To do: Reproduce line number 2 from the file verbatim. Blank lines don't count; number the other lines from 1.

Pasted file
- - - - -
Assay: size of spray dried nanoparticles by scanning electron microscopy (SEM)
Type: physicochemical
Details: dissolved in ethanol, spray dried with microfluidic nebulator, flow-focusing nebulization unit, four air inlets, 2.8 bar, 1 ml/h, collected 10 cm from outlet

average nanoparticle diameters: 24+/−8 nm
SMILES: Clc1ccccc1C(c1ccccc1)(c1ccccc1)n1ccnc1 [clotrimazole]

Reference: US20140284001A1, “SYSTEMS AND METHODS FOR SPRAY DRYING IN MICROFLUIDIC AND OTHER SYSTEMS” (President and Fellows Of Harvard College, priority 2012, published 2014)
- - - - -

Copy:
Type: physicochemical